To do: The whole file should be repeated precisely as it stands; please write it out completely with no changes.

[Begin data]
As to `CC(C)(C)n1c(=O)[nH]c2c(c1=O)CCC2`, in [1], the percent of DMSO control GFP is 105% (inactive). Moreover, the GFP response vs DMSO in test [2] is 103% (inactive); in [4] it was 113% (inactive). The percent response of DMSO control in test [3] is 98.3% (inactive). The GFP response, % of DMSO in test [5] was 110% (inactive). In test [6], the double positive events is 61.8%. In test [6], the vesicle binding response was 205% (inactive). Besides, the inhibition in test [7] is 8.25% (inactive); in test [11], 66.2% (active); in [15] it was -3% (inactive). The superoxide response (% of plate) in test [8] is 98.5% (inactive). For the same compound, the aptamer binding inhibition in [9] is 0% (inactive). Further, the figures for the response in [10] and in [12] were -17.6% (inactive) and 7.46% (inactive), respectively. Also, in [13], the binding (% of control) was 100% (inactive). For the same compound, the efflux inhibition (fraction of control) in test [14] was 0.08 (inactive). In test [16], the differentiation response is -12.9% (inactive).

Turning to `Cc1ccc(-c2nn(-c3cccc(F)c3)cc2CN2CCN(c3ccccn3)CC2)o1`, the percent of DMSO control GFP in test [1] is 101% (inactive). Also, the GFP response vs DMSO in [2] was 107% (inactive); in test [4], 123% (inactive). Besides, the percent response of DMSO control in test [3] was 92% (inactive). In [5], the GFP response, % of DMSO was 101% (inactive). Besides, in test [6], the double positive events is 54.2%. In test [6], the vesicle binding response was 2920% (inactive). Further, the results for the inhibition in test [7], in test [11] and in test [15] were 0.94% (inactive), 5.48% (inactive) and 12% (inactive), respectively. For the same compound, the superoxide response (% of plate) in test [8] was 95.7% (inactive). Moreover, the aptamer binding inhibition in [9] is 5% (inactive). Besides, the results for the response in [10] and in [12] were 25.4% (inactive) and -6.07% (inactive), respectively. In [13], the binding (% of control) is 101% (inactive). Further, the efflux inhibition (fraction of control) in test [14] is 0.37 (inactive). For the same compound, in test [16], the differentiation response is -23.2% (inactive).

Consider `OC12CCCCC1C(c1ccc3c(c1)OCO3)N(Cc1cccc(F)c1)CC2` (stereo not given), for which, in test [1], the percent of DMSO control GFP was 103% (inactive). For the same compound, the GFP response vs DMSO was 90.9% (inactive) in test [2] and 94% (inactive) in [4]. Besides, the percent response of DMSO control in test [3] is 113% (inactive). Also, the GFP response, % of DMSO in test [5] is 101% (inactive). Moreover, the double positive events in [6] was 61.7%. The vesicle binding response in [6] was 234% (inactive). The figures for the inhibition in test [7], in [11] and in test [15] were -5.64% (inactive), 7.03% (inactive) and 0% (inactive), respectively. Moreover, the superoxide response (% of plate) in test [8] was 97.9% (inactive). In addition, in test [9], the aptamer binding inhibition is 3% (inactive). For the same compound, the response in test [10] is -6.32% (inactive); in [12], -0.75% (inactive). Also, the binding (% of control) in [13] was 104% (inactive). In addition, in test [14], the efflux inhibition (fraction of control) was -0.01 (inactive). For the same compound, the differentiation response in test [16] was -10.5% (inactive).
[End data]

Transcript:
As to `CC(C)(C)n1c(=O)[nH]c2c(c1=O)CCC2`, in [1], the percent of DMSO control GFP is 105% (inactive). Moreover, the GFP response vs DMSO in test [2] is 103% (inactive); in [4] it was 113% (inactive). The percent response of DMSO control in test [3] is 98.3% (inactive). The GFP response, % of DMSO in test [5] was 110% (inactive). In test [6], the double positive events is 61.8%. In test [6], the vesicle binding response was 205% (inactive). Besides, the inhibition in test [7] is 8.25% (inactive); in test [11], 66.2% (active); in [15] it was -3% (inactive). The superoxide response (% of plate) in test [8] is 98.5% (inactive). For the same compound, the aptamer binding inhibition in [9] is 0% (inactive). Further, the figures for the response in [10] and in [12] were -17.6% (inactive) and 7.46% (inactive), respectively. Also, in [13], the binding (% of control) was 100% (inactive). For the same compound, the efflux inhibition (fraction of control) in test [14] was 0.08 (inactive). In test [16], the differentiation response is -12.9% (inactive).

Turning to `Cc1ccc(-c2nn(-c3cccc(F)c3)cc2CN2CCN(c3ccccn3)CC2)o1`, the percent of DMSO control GFP in test [1] is 101% (inactive). Also, the GFP response vs DMSO in [2] was 107% (inactive); in test [4], 123% (inactive). Besides, the percent response of DMSO control in test [3] was 92% (inactive). In [5], the GFP response, % of DMSO was 101% (inactive). Besides, in test [6], the double positive events is 54.2%. In test [6], the vesicle binding response was 2920% (inactive). Further, the results for the inhibition in test [7], in test [11] and in test [15] were 0.94% (inactive), 5.48% (inactive) and 12% (inactive), respectively. For the same compound, the superoxide response (% of plate) in test [8] was 95.7% (inactive). Moreover, the aptamer binding inhibition in [9] is 5% (inactive). Besides, the results for the response in [10] and in [12] were 25.4% (inactive) and -6.07% (inactive), respectively. In [13], the binding (% of control) is 101% (inactive). Further, the efflux inhibition (fraction of control) in test [14] is 0.37 (inactive). For the same compound, in test [16], the differentiation response is -23.2% (inactive).

Consider `OC12CCCCC1C(c1ccc3c(c1)OCO3)N(Cc1cccc(F)c1)CC2` (stereo not given), for which, in test [1], the percent of DMSO control GFP was 103% (inactive). For the same compound, the GFP response vs DMSO was 90.9% (inactive) in test [2] and 94% (inactive) in [4]. Besides, the percent response of DMSO control in test [3] is 113% (inactive). Also, the GFP response, % of DMSO in test [5] is 101% (inactive). Moreover, the double positive events in [6] was 61.7%. The vesicle binding response in [6] was 234% (inactive). The figures for the inhibition in test [7], in [11] and in test [15] were -5.64% (inactive), 7.03% (inactive) and 0% (inactive), respectively. Moreover, the superoxide response (% of plate) in test [8] was 97.9% (inactive). In addition, in test [9], the aptamer binding inhibition is 3% (inactive). For the same compound, the response in test [10] is -6.32% (inactive); in [12], -0.75% (inactive). Also, the binding (% of control) in [13] was 104% (inactive). In addition, in test [14], the efflux inhibition (fraction of control) was -0.01 (inactive). For the same compound, the differentiation response in test [16] was -10.5% (inactive).